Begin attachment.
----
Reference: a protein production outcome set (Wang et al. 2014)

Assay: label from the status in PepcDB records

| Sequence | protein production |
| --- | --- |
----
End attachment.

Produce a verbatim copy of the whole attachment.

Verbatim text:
Reference: a protein production outcome set (Wang et al. 2014)

Assay: label from the status in PepcDB records

| Sequence | protein production |
| --- | --- |